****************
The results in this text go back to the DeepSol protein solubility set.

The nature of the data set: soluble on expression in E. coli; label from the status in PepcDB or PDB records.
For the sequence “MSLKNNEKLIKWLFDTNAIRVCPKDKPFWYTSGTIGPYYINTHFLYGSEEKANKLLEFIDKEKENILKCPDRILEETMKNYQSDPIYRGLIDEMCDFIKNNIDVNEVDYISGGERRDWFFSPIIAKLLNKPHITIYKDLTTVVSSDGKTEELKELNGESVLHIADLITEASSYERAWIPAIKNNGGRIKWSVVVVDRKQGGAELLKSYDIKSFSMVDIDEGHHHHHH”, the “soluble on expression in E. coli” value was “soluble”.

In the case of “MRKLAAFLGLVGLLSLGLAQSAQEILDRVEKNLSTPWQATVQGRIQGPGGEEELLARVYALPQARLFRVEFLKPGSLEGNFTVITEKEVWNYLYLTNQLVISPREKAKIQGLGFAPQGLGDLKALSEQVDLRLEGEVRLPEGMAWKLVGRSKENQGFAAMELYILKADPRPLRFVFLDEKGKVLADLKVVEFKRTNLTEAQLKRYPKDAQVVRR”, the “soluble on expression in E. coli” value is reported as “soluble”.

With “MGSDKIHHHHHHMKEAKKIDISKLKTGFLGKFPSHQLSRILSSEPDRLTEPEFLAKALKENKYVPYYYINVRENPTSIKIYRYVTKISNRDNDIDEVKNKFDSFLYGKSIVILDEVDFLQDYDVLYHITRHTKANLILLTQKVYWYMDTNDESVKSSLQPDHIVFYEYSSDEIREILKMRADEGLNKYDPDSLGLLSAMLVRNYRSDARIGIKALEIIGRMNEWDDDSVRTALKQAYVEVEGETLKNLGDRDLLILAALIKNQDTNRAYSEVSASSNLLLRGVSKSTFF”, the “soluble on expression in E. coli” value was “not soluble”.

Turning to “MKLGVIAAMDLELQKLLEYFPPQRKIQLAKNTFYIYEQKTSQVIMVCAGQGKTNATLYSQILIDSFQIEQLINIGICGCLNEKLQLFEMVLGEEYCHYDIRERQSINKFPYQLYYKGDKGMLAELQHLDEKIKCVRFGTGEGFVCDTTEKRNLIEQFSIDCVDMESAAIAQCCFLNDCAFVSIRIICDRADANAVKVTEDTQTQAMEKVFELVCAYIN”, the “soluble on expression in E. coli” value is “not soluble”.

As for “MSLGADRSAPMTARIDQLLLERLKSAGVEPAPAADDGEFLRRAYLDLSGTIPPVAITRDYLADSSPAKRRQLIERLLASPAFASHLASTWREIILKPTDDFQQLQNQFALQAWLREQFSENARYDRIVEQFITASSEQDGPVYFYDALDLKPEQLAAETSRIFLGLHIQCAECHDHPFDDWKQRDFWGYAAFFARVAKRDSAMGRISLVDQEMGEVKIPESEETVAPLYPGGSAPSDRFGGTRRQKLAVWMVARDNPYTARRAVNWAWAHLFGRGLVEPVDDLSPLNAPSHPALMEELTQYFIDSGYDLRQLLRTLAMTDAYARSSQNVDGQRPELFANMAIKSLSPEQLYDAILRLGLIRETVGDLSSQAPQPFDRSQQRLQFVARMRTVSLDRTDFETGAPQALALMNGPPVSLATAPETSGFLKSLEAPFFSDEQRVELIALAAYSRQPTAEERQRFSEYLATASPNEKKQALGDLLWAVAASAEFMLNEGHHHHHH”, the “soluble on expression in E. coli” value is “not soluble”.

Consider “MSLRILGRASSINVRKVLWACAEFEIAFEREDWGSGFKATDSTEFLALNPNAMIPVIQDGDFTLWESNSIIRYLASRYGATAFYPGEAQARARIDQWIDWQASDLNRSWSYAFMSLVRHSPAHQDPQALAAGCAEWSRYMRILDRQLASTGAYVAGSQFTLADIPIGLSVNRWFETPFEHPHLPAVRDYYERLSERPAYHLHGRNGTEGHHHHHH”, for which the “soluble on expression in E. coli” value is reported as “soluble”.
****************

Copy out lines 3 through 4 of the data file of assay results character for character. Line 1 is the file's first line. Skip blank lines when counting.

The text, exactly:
For the sequence “MSLKNNEKLIKWLFDTNAIRVCPKDKPFWYTSGTIGPYYINTHFLYGSEEKANKLLEFIDKEKENILKCPDRILEETMKNYQSDPIYRGLIDEMCDFIKNNIDVNEVDYISGGERRDWFFSPIIAKLLNKPHITIYKDLTTVVSSDGKTEELKELNGESVLHIADLITEASSYERAWIPAIKNNGGRIKWSVVVVDRKQGGAELLKSYDIKSFSMVDIDEGHHHHHH”, the “soluble on expression in E. coli” value was “soluble”.

In the case of “MRKLAAFLGLVGLLSLGLAQSAQEILDRVEKNLSTPWQATVQGRIQGPGGEEELLARVYALPQARLFRVEFLKPGSLEGNFTVITEKEVWNYLYLTNQLVISPREKAKIQGLGFAPQGLGDLKALSEQVDLRLEGEVRLPEGMAWKLVGRSKENQGFAAMELYILKADPRPLRFVFLDEKGKVLADLKVVEFKRTNLTEAQLKRYPKDAQVVRR”, the “soluble on expression in E. coli” value is reported as “soluble”.